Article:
• Visitor

    as you can see from the code I've also added this:

    document = PDDocument.createFromLocator(new FileLocator("test.pdf"));

    and it has increased  the performances really much (70% Faster).

  • mtraut

    wtf are you doing?

    you re-read the document from scratch and its getting faster???? skip this blunder…. What you see in the profile is the backtracking from reading the nested incremental xref sections in the pdf.

    And yes, i know that CSContent and COSWriter are using RAndomAccessByteArray. The optimization is to pre-size the byte array they act upon.

    what is the result when removing the "incrementalGarbageCollect" only?

  • Visitor

    here it is
    with just incrementalGarbageCollect removed


    by the way the performance degradation is still present  (code updated https://gist.github.com/visik7/4961145 )

    this is the output

    0:00:01.792 5580.357142857143 p/s
    0:00:00.868 11520.73732718894 p/s
    0:00:00.781 12804.097311139565 p/s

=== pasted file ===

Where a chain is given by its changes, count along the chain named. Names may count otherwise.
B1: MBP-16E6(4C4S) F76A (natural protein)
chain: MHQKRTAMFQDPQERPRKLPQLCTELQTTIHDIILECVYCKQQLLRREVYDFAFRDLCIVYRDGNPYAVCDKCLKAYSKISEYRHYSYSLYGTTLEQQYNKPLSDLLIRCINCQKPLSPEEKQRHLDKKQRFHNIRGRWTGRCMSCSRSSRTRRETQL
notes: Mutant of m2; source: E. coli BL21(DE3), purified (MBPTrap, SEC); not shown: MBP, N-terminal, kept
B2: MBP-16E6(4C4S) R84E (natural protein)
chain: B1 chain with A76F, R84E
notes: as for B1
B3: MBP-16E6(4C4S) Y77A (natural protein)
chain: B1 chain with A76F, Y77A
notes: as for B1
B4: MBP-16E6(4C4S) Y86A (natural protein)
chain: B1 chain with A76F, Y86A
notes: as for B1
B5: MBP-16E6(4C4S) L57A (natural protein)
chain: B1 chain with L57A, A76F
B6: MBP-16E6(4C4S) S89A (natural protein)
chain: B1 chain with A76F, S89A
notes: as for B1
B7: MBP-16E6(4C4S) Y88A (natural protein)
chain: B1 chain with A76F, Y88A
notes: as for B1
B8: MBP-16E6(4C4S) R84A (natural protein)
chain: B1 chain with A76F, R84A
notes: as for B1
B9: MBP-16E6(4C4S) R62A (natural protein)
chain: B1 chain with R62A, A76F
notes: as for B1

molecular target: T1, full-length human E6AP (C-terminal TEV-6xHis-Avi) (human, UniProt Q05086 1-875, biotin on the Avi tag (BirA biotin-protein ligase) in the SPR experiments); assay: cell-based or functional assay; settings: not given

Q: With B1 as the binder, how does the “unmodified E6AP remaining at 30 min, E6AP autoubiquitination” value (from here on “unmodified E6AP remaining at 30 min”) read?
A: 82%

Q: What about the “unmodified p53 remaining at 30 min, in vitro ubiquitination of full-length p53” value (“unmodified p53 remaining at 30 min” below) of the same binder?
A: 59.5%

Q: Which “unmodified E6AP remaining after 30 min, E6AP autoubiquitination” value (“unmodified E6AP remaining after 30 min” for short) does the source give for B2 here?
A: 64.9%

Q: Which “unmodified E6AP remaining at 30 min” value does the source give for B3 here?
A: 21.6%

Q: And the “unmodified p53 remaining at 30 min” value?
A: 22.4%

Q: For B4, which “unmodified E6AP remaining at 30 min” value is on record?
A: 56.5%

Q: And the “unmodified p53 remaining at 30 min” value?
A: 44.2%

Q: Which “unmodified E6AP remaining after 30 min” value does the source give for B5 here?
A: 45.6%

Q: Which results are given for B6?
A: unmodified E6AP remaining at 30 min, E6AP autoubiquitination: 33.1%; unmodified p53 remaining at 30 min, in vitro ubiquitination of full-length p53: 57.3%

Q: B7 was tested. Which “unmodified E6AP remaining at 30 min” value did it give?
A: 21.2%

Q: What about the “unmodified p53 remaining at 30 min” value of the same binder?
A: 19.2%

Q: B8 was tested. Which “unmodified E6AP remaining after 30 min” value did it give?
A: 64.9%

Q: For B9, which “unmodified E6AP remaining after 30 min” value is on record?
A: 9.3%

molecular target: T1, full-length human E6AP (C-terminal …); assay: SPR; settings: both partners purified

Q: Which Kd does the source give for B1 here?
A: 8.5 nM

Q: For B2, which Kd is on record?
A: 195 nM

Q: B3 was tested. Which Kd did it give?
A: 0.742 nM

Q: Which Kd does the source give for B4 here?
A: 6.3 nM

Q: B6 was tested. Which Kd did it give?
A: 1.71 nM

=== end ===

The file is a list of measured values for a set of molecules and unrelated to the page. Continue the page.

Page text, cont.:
0:00:01.018 9823.18271119843 p/s
    0:00:00.666 15015.015015015015 p/s
    0:00:00.692 14450.86705202312 p/s
    0:00:00.800 12500.0 p/s
    0:00:01.035 9661.835748792271 p/s
    0:00:00.677 14771.048744460855 p/s
    0:00:00.883 11325.028312570781 p/s
    0:00:00.774 12919.896640826873 p/s
    0:00:01.268 7886.435331230284 p/s
    0:00:00.922 10845.986984815618 p/s
    0:00:00.796 12562.81407035176 p/s
    0:00:00.768 13020.833333333334 p/s
    0:00:00.991 10090.817356205851 p/s
    0:00:01.765 5665.7223796033995 p/s
    0:00:00.829 12062.726176115802 p/s
    0:00:00.962 10395.010395010395 p/s
    0:00:00.870 11494.252873563217 p/s
    0:00:00.932 10729.613733905579 p/s
    0:00:01.053 9496.67616334283 p/s
    0:00:00.992 10080.645161290322 p/s
    0:00:00.991 10090.817356205851 p/s
    0:00:02.207 4531.037607612143 p/s
    0:00:00.936 10683.760683760684 p/s
    0:00:00.933 10718.113612004288 p/s
    0:00:01.142 8756.567425569177 p/s
    0:00:01.031 9699.321047526673 p/s
    0:00:01.067 9372.071227741331 p/s
    0:00:01.138 8787.346221441125 p/s
    0:00:01.044 9578.544061302682 p/s
    0:00:01.017 9832.84169124877 p/s
    0:00:01.187 8424.599831508003 p/s
    0:00:02.608 3834.355828220859 p/s
    0:00:01.206 8291.873963515754 p/s
    0:00:01.251 7993.605115907275 p/s